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Cycling at the 2016 Rio de Janeiro Summer Games:

Women's Individual Time Trial

Cycling at the 2016 Summer Games: Previous Summer Games

Events:

Host City: Rio de Janeiro, Brazil
Venue(s): Pontal Beach, Recreio dos Bandeirantes, Rio de Janeiro
Date Started: August 10, 2016
Date Finished: August 10, 2016

Gold: USA Kristin Armstrong
Silver: RUS Olga Zabelinskaya
Bronze: NED Anna van der Breggen

Summary

It was hard to imagine that there would be any gold medal winner other than America’s [Kristin Armstrong], after all, she had won the Olympic title in 2008 and 2012, had two World Time Trial titles to her name and won her fourth US National Time Trial title after coming out of retirement in 2015 – eight years after her last success. She may have been 43-years-of-age the day after the Rio race, but with age came experience. Having retired after Beijing, and for a second time after London, it was another comeback for the American as she sought Olympic title number three, [Linda Villumsen] of New Zealand and [Lisa Brennauer] of Germany were the 2015 and 2014 World Time Trial Champions respectively and offered a serious challenge to Armstrong. Villumsen had six World titles to her name

There were no changes in the format since London 2012, with the 25 starters setting off at 90-second intervals over the 29.7 km circuit which started from Tim Maia Square in Pontal, west Rio de Janeiro. After a 2.5 km ride on the flat, the riders entered the 24.7 km Grumari circuit, which they completed one lap of before the ride back to the starting point.

As expected, Armstrong set the early pace on a rainy day in Pontal, leading through the first split, just less than five seconds ahead of the Italian [Elisa Longo Borghini], the daughter of the Olympic cross country skier [Guidina Dal Sasso], with the Netherlands rider [Anna van der Breggen], the 2015 World Championship runner-up, in third place. Van der Breggen and Longo Borghini had finished first and third respectively in the Rio road race just three days earlier.

Up from sixth to first place at split two was Russia’s London 2012 bronze medalist [Olga Zabelinskaya], the daughter of the 1980 Olympic road race champion [Sergey Sukhoruchenkov]. Armstrong was 2.88 seconds behind in second place with the Italian Longo Borghini a further 4.1 seconds adrift in third.

It was a case of too little too late for the 2014 World Champion Lisa Brennauer who, despite the fastest time in the final phase could only finish a lowly eighth, while Armstrong clawed back Zabelinskaya to overtake her at the top of the leaderboard and beat the Russian by 5.55 seconds to take her third consecutive Olympic gold medal whilst van der Breggen ousted Longo Borghini to take the bronze medal. As she crossed the line, Armstrong was so exhausted after her final sprint, she collapsed, but she had vindicated her selection onto the US team which many had criticised at the time as she became the first female cyclist, track or road, to win the same event at three consecutive Olympics.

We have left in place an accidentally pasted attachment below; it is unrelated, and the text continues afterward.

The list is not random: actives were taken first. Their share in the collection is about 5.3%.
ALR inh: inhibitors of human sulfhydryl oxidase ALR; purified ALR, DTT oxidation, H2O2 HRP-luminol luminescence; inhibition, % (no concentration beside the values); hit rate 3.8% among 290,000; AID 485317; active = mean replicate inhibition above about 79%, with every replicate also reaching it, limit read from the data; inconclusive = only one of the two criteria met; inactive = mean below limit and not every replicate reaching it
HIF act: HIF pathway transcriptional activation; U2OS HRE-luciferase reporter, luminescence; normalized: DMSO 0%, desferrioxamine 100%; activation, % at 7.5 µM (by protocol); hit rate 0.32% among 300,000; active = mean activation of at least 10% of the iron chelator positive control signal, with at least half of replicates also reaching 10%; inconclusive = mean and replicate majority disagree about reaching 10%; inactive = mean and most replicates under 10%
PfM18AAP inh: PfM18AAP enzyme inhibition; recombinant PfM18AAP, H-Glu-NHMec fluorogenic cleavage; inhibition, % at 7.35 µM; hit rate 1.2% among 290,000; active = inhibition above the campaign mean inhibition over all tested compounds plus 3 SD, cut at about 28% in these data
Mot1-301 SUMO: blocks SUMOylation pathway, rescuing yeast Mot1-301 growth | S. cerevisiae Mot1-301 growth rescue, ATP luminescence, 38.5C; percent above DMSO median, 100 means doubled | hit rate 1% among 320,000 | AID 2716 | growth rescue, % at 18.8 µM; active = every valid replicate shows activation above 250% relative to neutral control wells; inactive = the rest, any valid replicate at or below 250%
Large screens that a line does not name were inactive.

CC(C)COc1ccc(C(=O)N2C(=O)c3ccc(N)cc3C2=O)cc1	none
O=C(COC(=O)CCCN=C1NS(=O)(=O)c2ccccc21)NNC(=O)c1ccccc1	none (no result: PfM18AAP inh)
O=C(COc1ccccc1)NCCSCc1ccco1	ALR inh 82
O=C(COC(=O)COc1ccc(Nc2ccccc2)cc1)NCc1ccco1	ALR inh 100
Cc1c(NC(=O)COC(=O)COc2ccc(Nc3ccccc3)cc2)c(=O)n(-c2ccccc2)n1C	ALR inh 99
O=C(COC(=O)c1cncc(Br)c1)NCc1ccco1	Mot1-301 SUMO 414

For Zabelinskaya, she raised her arms thinking she had secured gold as she crossed the line only to watch disappointingly as Armstrong deprived her of gold. Had the Russian won, that too would have been controversial as she had returned to the sport shortly before the Games following a drugs ban.

View a Phase of this EventFinal Standings

Final Standings

Rank Athlete Age Team NOC Medal T I1T I1R I2T I2R
1 Kristin Armstrong 42 United States USA Gold 44:26.42 17:07.93 1 32:43.90 2
2 Olga Zabelinskaya 36 Russia RUS Silver 44:31.97 17:30.36 6 32:41.02 1
3 Anna van der Breggen 26 Netherlands NED Bronze 44:37.80 17:14.25 3 32:57.08 4
4 Ellen van Dijk 29 Netherlands NED 44:48.74 17:32.35 8 33:05.42 6
5 Elisa Longo Borghini 24 Italy ITA 44:51.94 17:12.83 2 32:48.00 3
6 Linda Villumsen 31 New Zealand NZL 44:54.71 17:25.91 5 33:05.21 5
7 Tara Whitten 36 Canada CAN 45:01.16 17:19.17 4 33:08.53 7
8 Lisa Brennauer 28 Germany GER 45:22.62 18:00.67 10 33:50.03 8
9 Katrin Garfoot 34 Australia AUS 45:35.03 18:03.82 11 33:56.04 9
10 Evelyn Stevens 33 United States USA 46:00.08 18:17.97 15 34:02.06 10
11 Yelena Omelyusik 27 Belarus BLR 46:05.73 18:06.21 13 34:12.21 13
12 Ashleigh Moolman-Pasio 30 South Africa RSA 46:29.11 17:32.34 7 34:17.36 14
13 Karol-Ann Canuel 28 Canada CAN 46:30.93 18:05.48 12 34:09.47 12
14 Emma Pooley 33 Great Britain GBR 46:31.98 17:52.33 9 34:06.22 11
15 Eri Yonamine 25 Japan JPN 46:43.09 18:28.68 16 34:41.24 15
16 Trixi Worrack 34 Germany GER 46:52.77 18:33.78 18 34:54.49 16
17 Lotta Lepistö 27 Finland FIN 47:06.52 18:31.04 17 35:12.82 17
18 Katarzyna Niewiadoma 21 Poland POL 47:47.96 18:40.17 21 35:24.78 19
19 Anna Plichta 24 Poland POL 47:59.66 18:36.95 19 35:25.73 20
20 Hanna Solovei 24 Ukraine UKR 48:03.35 18:38.89 20 35:16.05 18
21 Lotte Kopecky 20 Belgium BEL 48:09.86 18:56.58 22 36:00.59 23
22 Christine Majerus 29 Luxembourg LUX 48:16.17 19:03.15 23 36:00.19 22
23 Ann-Sophie Duyck 29 Belgium BEL 48:17.60 18:07.54 14 35:35.13 21
24 Audrey Cordon 26 France FRA 49:32.87 19:23.06 24 36:46.22 24
25 Vita Heine 31 Norway NOR 50:23.39 19:56.86 25 37:32.15 25